1) Designing smaller networks. If the goal is simple enough (image classification of < 100 classes or object detection of < 10 classes or similar), a smaller network can achieve acceptable accuracy and run very fast. For example, MobileNet v1 alpha 0.25 YOLOv2 network trained to detect only one class of objects (human faces) achieves 62.5 FPS without any further optimization.

Vanilla Tensorflow Lite FP32 inference: MobileNetv1(alpha 0.25) YOLOv2 1 class 0.89 MB 62.5 FPS MobileNetv1(alpha 1.0) YOLOv3 20 class 13.1 MB 7 FPS

2) Quantization. Quantization is process of reducing precision for NN network weights, usually from FP32 to INT8. It reduces the size by 4x and latency by ~60-80% using default Tensorflow Lite kernels. Accuracy loss can be minimized by using QAT - quantization-aware training, which is the process of fine-tuning network with quantization nodes inserted.

Vanilla Tensorflow Lite INT8 inference: MobileNetv1(alpha 0.25) YOLOv2 1 class 0.89 MB 77 FPS MobileNetv1(alpha 1.0) YOLOv3 20 class 13.1 MB 11.5 FPS

3) Using optimized kernels. Inference speed can be improved by utilizing frameworks that have CNN kernels optimized for specific CPU instructions set, e.g. NEON SIMD instructions for ARM. Examples of such networks include ARM NN and XNNPACK.

Arm NN SDK is a set of open-source software and tools that enables machine learning workloads on power-efficient devices. The description and provided benchmarks look promising, but the installation procedure on latest Raspberry Pi OS is painful at the moment - the only proper way to install latest version of ARM NN currently is cross-compiling from source. There are binaries available for Debian Bullseye, but Raspberry Pi OS is still at Debian Buster. The inference test results with benchmark scripts were mixed, for a single model it showed worse performance than even vanilla Tensorflow Lite, but it turned out to be faster in multi-model inference, possibly due to more efficient multi-processing utilization.

ARM NN FP32 inference: MobileNetv1(alpha 0.25) YOLOv2 1 class 0.89 MB 83 FPS MobileNetv1(alpha 1.0) YOLOv3 20 class 13.1 MB 7.2 FPS

XNNPACK is a library for accelerating neural network inference for ARM, x86, and WebAssembly architectures in Android, iOS, Windows, Linux, macOS environments. It is integrated in Tensorflow Lite as a delegate, which is enabled by default for Android build, but for other environments needs to be enabled manually - thus if you’d like to use XNNPACK on Raspberry Pi 4, you’ll need either to build TensorFlow Lite Interpreter package from source or download one of the third-party binaries, such as the one we provide above.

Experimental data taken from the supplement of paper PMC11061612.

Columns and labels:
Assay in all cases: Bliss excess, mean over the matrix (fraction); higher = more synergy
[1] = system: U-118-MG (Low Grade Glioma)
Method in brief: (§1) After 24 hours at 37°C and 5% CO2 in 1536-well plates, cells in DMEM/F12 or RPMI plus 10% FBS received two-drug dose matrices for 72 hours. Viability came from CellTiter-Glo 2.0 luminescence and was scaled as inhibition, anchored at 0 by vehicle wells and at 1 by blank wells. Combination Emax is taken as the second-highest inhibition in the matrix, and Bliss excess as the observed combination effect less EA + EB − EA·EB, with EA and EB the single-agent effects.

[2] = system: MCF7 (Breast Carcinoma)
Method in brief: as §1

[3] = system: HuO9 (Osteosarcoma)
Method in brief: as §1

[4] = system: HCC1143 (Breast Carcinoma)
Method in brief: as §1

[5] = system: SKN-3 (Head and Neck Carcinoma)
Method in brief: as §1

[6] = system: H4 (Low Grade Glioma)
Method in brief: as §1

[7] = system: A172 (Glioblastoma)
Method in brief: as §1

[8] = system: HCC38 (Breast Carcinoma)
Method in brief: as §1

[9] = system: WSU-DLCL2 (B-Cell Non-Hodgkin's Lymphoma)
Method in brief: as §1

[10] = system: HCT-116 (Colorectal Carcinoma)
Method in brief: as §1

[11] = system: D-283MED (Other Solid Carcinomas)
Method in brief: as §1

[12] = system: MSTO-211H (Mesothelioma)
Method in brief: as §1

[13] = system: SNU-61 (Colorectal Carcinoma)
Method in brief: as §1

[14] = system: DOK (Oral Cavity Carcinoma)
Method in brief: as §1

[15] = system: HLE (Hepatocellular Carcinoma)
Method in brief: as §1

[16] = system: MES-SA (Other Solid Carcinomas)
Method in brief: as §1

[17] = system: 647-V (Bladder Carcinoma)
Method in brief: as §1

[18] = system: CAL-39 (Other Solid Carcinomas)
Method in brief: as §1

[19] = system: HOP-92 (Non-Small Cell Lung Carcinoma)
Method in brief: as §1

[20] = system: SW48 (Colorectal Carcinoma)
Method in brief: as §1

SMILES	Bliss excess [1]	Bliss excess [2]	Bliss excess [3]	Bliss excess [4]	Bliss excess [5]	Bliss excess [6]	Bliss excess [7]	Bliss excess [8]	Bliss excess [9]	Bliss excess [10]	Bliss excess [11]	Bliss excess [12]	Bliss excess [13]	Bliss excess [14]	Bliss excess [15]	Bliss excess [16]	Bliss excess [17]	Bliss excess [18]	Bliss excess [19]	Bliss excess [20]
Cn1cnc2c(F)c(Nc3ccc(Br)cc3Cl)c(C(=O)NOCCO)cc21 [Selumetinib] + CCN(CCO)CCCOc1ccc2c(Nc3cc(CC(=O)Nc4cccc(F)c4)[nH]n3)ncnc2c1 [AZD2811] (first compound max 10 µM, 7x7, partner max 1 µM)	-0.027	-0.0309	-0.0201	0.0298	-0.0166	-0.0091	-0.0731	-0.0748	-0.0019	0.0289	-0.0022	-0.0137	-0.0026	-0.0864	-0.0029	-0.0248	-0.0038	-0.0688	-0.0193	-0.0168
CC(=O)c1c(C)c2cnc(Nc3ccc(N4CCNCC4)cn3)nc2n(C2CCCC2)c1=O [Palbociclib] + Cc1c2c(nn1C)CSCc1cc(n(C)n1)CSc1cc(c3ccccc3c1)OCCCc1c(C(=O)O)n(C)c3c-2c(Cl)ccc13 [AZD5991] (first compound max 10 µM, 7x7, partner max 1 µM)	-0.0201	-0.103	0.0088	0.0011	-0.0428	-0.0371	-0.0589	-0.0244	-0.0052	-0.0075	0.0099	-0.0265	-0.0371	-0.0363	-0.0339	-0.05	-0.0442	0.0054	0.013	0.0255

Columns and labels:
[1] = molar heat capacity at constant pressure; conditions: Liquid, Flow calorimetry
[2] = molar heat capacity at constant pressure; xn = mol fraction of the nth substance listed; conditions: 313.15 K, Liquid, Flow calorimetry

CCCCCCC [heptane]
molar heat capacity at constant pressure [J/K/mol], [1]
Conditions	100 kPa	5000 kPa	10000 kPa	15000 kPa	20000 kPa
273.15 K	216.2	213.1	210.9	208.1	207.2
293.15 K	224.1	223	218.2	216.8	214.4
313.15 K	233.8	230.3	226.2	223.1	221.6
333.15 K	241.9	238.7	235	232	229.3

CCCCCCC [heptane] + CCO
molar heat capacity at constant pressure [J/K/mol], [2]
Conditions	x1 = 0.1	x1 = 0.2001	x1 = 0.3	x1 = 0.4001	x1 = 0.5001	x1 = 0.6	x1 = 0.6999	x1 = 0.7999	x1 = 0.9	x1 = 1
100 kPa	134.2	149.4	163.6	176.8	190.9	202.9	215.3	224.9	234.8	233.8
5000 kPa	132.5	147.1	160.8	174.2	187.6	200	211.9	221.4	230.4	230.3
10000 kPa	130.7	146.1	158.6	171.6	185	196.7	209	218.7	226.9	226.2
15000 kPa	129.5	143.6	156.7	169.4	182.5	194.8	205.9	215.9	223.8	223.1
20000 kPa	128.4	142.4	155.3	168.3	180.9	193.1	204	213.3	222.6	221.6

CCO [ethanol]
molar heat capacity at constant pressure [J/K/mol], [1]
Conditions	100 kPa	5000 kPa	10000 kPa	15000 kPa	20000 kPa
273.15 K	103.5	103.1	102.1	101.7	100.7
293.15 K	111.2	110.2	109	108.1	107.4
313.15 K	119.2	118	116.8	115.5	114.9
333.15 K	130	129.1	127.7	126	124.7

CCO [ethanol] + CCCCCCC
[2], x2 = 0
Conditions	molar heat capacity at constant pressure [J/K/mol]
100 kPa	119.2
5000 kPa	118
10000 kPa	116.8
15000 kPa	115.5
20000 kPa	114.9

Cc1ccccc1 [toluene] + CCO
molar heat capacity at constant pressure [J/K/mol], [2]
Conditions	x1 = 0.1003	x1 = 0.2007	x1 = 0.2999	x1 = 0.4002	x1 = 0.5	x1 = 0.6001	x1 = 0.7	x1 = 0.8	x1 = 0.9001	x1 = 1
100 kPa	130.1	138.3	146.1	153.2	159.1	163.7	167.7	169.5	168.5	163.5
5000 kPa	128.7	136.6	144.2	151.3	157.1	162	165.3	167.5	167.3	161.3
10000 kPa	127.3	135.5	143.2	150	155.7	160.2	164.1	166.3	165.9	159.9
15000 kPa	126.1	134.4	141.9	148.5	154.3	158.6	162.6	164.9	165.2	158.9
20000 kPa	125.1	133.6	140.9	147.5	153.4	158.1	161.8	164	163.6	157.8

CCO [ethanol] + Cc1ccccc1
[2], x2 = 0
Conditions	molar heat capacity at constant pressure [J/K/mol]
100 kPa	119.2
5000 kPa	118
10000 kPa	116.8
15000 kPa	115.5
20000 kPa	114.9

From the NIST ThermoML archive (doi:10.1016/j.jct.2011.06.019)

XNNPACK delegate Tensorflow Lite FP32 inference: MobileNetv1(alpha 0.25) YOLOv2 1 class 0.89 MB 83 FPS MobileNetv1(alpha 1.0) YOLOv3 20 class 13.1 MB 7.2 FPS

Main problem with optimized kernels is the uneven support of different architectures/NN operators/precision types in different frameworks. For example INT8 optimized kernels are work-in-progress both in ARM NN and XNNPACK. The support for INT8 optimized kernels in XNNPACK was added very recently and seems to bring modest performance improvement, of about ~30%, depending on operators used in the model. https://github.com/google/XNNPACK/issues/999#issuecomment-870791779

Another promising lead is optimized kernels for dynamically quantized models, see the conversation with developer here: https://github.com/tensorflow/tensorflow/pull/48751#issuecomment-869111116

The developer claims 3-4x latency improvement, but currently it is only limited to very specific set of models. A PR to allow more convenient usage is in development.

4) Pruning and sparse inference. Pruning is a process of fine-tuning trained neural network to find weights, that do not contribute to correct predictions. This allows for reducing both size and latency of the models - the accuracy reduction depends on sparsity settings. Experimentally it is possible to achieve up to 80% sparsity with negligible impact on accuracy. See details here https://ai.googleblog.com/2021/03/accelerating-neural-networks-on-mobile.html and a guide to pruning with tensorflow here https://www.tensorflow.org/model_optimization/guide/pruning/pruning_for_on_device_inference Unfortunately in current form, only very limited set of models support pruning and sparse inference with XNNPACK.

F.A.Q.

Q1: My company's policy doesn't allow us to use 3rd party binaries.

You can use official TFLite interpreter package or alternatively compile it from source by following instructions here.